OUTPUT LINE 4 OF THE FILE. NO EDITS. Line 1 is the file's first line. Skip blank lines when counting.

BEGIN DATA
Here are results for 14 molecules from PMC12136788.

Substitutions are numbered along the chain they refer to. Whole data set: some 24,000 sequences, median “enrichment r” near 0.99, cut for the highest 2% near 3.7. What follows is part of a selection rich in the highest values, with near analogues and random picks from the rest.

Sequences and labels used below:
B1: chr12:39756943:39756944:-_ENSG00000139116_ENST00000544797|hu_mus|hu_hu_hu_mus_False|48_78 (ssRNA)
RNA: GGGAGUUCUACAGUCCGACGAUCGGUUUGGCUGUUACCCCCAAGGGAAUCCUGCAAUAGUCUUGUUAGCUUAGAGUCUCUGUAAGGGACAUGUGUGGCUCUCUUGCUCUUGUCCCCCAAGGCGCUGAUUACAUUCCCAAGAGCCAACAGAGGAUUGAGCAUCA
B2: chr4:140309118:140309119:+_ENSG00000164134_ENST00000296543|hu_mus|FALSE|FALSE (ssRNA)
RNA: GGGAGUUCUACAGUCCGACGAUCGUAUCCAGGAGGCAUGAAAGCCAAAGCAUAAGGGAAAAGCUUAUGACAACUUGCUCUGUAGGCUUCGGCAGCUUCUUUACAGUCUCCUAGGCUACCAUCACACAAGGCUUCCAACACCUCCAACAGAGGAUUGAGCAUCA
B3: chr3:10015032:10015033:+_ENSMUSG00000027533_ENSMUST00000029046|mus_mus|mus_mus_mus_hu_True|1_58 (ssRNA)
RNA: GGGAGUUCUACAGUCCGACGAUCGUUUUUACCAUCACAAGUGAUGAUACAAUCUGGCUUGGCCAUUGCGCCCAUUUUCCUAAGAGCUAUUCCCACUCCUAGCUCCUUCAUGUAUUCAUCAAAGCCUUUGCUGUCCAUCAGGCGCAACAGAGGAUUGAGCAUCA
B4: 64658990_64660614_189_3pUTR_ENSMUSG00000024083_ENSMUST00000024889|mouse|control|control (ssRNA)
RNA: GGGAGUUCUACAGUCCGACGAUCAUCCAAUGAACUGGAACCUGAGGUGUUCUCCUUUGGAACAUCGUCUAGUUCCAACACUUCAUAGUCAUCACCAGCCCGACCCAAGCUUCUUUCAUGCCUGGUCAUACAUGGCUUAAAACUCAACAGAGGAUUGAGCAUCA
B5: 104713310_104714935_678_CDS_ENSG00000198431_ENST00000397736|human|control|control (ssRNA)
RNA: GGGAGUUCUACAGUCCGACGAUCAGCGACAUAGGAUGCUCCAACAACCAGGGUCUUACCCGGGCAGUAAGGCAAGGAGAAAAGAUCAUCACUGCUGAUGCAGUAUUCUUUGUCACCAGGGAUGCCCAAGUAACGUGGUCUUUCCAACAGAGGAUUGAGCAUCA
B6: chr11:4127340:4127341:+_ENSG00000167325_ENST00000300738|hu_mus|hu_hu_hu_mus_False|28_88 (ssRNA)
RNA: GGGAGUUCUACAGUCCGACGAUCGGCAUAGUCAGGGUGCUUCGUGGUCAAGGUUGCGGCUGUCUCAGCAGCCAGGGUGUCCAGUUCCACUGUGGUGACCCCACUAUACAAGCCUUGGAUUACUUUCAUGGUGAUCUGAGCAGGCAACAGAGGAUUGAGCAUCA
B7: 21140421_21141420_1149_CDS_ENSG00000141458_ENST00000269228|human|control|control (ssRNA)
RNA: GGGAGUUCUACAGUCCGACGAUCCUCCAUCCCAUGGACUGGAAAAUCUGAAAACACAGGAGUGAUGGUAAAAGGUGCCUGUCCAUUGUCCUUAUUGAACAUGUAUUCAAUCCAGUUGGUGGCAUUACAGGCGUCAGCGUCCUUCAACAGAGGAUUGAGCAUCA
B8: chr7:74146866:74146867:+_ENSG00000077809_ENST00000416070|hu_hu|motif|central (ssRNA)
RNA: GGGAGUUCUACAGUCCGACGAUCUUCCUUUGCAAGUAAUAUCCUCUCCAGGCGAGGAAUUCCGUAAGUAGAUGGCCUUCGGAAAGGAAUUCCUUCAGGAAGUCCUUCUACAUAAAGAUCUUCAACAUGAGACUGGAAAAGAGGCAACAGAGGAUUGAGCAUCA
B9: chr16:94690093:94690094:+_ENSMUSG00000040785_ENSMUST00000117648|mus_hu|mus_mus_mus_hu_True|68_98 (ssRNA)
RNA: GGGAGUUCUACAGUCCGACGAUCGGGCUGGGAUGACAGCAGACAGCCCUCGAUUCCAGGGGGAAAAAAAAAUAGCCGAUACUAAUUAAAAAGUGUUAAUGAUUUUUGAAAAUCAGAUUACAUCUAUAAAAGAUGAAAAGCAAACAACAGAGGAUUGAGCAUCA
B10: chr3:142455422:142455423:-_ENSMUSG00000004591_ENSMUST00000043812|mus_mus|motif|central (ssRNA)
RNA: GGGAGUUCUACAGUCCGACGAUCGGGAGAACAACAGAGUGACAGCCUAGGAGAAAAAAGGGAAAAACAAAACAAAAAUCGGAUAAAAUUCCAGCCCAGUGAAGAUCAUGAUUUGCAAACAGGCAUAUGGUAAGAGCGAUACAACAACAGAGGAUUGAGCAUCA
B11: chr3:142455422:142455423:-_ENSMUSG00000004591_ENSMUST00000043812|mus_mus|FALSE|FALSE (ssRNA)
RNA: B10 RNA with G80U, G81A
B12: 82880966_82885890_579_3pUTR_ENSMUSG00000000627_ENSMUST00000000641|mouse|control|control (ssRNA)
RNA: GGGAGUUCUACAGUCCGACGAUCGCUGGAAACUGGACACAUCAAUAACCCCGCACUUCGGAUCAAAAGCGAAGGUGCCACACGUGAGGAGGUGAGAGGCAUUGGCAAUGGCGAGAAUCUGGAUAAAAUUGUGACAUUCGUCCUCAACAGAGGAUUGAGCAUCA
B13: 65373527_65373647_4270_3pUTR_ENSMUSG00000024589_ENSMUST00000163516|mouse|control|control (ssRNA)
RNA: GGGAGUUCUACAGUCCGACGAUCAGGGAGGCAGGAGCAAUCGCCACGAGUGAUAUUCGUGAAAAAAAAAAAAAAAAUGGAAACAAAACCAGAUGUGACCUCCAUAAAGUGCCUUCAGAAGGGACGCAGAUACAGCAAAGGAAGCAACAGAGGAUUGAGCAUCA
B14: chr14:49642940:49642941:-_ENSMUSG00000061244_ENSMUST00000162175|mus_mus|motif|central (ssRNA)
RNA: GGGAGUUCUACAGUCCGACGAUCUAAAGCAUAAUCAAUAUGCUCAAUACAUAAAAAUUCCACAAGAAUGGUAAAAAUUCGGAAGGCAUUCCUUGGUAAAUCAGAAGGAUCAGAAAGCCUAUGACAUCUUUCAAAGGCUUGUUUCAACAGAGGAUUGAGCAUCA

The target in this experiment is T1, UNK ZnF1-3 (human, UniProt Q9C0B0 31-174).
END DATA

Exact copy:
B1: chr12:39756943:39756944:-_ENSG00000139116_ENST00000544797|hu_mus|hu_hu_hu_mus_False|48_78 (ssRNA)